P13 – Margaret Steenbakker

Margaret Steenbakker (1992) has a Bachelor’s and Master’s degree in Culture Studies. She is currently finishing her second Master’s degree, in Dutch literature and culture, while also preparing her PhD research, which will focus on gender and heteronormativity in the Assassin’s Creed video game franchise. She has a special research interest in gender representation, posture analysis, and (digital) narratives.

Playing gender or being played by gender? The representation of maleness and femaleness in Assassin’s Creed III: Liberation

In this conference paper, I will look at the video game Assassin’s Creed III: Liberation (2014), and more specifically, at the construction of maleness and femaleness within this video game[1]. Despite the Assassin’s Creed video game franchise’s popularity and long existence by now (since 2007), only three games in the main franchise have been released so far that have a female playable character. These games are: Assassin’s Creed: Syndicate (2015), Assassin’s Creed: Origins (2017) and Assassin’s Creed: Odyssey (2018). In 2014, a game with a female protagonist, Assassin’s Creed III: Liberation, was already released for the PS Vita, bringing the total count of games with female playable characters within the franchise to four. Assassin’s Creed III: Liberation (2014) has since been re-released as an HD game for PC, PlayStation 3 and Xbox 360.

This shift in attention, from only creating only games with male playable characters to creating games with female ones as well, can be seen as part of a more general trend within the gaming industry for gender equality. Games such as the recent reboot of Tomb Raider (2013), and its sequels Rise of the Tomb Raider (2015) and The Shadow of the Tomb Raider (2018), for instance feature a Lara Croft who is no longer interesting simply because of her heavily sexualized looks, but rather because of her skills in combat. Other examples of this trend are Child of Light (2014), in which you play with Aurora, a female character who becomes a messiah-like figure, and Horizon: Zero Dawn (2017), in which you play as a female character named Aloy, who tries to discover more about her past in a world overrun by machines.

This obviously means that the game offers countless opportunities for various types of battle, showing that playing with a female character can be fun for more reasons than just the heavily sexualized ones. This makes the shift in the Assassin’s Creed games to include female playable characters all the more interesting, as this is clearly part of an ongoing trend within the broader field of games. Moreover, the choices the game makers have made regarding playability, missions and clothing for instance, betray what Bogost (2008) calls their procedural rhetoric. Games are not neutral sites without meaning. Instead, they are home to rhetorical strategies from the hand of their makers.  In this case this refers to their stance on what is feminine and what is masculine and thus whether they see male and female characters as being equal or not.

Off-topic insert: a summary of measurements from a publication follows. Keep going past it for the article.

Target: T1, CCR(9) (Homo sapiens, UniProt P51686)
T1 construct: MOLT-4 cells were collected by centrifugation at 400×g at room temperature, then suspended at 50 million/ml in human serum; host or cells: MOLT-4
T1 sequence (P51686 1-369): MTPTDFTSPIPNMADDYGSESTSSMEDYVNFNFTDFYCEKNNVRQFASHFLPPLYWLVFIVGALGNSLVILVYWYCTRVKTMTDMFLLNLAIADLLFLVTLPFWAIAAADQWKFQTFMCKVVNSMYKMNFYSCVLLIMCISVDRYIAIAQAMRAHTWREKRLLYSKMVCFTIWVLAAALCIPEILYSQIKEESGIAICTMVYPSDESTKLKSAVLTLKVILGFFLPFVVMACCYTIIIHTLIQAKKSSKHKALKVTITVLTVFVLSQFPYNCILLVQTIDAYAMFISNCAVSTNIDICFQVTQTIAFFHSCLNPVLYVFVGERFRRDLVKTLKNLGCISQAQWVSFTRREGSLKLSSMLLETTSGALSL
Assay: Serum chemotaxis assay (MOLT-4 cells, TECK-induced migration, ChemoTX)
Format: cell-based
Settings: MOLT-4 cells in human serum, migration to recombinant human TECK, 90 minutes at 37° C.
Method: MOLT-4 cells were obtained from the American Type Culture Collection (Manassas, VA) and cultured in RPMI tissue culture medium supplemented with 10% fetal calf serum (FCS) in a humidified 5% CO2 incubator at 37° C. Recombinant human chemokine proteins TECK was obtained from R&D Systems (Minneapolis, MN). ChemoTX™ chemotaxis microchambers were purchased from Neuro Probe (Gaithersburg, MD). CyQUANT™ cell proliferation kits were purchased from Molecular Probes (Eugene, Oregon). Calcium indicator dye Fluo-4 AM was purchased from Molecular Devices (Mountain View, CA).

In order to arrive at my conclusions, I have made use of a theoretical and methodological framework incorporating theories on gender, heteronormativity and intersectionality, and a specific methodology analyzing games as ‘playable texts’, developed by Bosman (2016a: 33), and Bogost’s (2008) notion of procedural rhetoric to aid me in my analysis.

Assassin’s Creed III: Liberations allows you to play with a female Assassin, called Aveline de Grandpré. She is of mixed heritage and according to her backstory, she is raised by a wealthy white merchant, in the New Orleans of 18th century America.

When looking at the game’s depiction of femininity through Aveline’s outward appearance, the game makers have introduced an interesting mechanic that highlights the issues women would face due to the garments they had to wear during this historical period. Aveline is able to change outfits and has access to a lady’s outfit, consisting of a luxurious full-length dress, as well as a slave outfit and an assassin’s outfit. Each outfit comes with a set of options regarding what weapons – if any – she can use and whether she can run and climb for instance.

Aceline's assassin outfit.

Aveline’s assassin outfit, as seen in figure 1, gives her the most options. Wearing this outfit, you can do anything, climb onto anything, free run across rooftops and use all types of weapons. However, the outfit also gives Aveline a guaranteed amount of notoriety, meaning that guards will notice and come after her more quickly than when she’s wearing other outfits. This then, can be seen as a clear downside of the outfit and can explain why sometimes other outfits are to be preferred over this one.

Aveline's lady outfit.